At of the end of February, the short interest in Citigroup (C) and General Electric (GE) had reached tremendous levels, compared to the end of last month. Shares short in Citi were up 11 percent to 223 million, and the short interest in GE has risen10 percent to 183 million.
In the face of those negative bets, Citi said it had made money in the first two months of the year, while GE raised debt in the open market without resistance, and the short sellers hit the exits to cover their positions. That action clearly helped both stocks moved up as the shorts sold their positions to pay back the shares they had borrowed to make their negative bets.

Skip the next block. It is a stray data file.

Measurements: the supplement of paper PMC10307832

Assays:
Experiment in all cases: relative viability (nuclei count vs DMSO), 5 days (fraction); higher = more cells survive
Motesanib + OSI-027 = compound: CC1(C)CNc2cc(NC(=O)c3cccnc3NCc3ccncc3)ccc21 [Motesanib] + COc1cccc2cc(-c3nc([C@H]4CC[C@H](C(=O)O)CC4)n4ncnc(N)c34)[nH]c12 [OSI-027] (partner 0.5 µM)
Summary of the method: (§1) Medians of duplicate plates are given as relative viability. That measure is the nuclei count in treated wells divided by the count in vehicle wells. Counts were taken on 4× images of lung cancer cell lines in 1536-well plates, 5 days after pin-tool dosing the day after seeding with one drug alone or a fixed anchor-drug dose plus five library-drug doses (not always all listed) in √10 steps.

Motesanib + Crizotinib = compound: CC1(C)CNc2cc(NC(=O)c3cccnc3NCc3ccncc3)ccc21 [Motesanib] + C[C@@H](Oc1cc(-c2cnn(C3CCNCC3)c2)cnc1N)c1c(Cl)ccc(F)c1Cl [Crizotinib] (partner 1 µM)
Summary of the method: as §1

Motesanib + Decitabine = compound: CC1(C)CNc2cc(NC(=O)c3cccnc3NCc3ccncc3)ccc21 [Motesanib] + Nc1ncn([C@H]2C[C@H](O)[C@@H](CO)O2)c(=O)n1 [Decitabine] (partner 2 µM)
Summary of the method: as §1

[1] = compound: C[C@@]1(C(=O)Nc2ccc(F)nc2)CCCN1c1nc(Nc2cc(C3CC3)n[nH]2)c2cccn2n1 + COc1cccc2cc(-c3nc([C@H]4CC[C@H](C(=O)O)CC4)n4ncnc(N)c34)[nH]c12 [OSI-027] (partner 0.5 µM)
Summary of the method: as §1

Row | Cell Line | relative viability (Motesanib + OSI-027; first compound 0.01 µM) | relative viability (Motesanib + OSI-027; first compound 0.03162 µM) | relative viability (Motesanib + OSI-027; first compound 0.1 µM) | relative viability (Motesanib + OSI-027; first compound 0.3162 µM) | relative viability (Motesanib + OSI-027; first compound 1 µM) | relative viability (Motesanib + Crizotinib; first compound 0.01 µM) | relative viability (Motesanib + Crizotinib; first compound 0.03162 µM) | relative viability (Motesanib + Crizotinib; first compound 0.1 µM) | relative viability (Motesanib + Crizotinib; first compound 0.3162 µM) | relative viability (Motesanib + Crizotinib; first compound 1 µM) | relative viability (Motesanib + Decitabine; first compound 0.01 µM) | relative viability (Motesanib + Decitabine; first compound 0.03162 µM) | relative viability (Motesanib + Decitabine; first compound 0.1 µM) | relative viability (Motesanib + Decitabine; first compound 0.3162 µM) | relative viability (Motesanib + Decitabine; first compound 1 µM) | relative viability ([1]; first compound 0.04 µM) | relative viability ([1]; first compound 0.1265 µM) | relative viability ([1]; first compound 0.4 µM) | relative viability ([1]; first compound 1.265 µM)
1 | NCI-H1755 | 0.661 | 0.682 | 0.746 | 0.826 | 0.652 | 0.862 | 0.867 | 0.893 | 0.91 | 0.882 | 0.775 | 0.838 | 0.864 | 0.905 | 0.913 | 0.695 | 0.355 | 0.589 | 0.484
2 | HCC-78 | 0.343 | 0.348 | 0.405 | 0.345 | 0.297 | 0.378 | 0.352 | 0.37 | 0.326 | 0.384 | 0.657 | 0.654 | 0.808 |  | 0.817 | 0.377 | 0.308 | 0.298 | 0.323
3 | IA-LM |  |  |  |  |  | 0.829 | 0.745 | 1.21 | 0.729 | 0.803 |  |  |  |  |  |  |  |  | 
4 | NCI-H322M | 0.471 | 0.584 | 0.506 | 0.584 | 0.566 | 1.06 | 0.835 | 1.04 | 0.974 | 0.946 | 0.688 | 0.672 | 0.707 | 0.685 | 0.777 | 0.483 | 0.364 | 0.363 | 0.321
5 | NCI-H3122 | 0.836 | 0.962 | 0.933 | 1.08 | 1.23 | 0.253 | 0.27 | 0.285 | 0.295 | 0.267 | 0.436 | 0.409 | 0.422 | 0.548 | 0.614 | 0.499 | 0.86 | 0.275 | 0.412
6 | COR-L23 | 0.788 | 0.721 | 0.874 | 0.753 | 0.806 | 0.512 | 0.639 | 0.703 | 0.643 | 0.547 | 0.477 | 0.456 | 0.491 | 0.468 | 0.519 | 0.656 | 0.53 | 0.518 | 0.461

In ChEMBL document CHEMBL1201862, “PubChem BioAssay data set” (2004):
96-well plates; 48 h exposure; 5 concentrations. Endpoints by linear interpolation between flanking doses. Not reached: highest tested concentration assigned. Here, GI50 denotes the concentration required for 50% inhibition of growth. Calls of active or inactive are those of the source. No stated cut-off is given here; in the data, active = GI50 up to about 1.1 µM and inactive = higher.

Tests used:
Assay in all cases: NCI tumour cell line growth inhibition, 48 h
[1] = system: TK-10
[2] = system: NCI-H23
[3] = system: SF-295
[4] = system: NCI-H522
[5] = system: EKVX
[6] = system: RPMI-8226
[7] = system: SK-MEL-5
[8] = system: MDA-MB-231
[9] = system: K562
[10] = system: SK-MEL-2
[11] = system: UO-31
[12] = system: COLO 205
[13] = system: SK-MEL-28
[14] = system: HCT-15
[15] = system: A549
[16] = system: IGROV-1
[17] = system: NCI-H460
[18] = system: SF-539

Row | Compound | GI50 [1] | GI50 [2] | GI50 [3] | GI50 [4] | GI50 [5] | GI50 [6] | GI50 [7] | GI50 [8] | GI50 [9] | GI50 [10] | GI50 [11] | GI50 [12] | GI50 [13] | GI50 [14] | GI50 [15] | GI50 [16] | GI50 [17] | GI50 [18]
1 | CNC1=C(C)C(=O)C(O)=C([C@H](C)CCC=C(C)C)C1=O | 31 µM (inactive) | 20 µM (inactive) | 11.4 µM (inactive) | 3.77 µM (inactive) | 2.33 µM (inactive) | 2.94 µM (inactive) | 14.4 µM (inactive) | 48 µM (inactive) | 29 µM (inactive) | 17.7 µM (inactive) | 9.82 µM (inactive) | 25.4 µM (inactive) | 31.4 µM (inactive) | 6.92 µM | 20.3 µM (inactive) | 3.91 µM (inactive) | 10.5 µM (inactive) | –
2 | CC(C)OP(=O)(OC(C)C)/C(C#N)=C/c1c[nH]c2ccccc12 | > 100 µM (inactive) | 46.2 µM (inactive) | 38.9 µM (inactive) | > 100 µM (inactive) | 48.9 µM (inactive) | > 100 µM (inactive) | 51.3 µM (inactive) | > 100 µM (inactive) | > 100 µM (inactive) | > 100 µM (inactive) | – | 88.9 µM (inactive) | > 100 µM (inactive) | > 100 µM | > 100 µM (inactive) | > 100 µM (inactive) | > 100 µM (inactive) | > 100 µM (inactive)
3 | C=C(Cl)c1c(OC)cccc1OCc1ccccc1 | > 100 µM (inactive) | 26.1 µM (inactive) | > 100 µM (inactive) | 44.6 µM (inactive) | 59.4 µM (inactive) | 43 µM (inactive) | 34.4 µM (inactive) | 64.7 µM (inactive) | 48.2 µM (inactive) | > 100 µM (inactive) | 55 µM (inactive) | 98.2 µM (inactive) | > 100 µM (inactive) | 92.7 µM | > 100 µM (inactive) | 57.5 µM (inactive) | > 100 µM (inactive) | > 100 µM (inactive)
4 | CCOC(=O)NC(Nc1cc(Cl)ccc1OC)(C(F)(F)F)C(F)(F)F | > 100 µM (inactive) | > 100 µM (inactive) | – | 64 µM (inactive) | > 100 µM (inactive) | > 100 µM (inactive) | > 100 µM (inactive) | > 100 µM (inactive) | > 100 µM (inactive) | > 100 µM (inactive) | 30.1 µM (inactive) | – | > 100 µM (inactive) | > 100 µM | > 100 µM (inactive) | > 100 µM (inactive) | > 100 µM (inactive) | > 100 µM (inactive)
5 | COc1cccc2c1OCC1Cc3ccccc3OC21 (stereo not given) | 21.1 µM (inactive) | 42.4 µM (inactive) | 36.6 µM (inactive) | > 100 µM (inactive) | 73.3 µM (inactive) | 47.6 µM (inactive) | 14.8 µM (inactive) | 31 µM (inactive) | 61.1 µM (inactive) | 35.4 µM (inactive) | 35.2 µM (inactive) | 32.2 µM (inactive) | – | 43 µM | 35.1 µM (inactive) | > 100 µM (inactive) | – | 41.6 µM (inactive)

Short covering, however, does not go on for weeks, or even days. Most short sellers won't have the stomach for keeping their positions, especially if they believe there will be more good news out of the two companies.
To a large extent, that is bad news for Citi and GE shareholders as the stocks will now have to move up on their own, based on the fundamentals of their businesses and analyst reports.
The trampoline effect of having a lot of shares sold short is over.
Douglas A. McIntyre is an editor at 24/7 Wall St.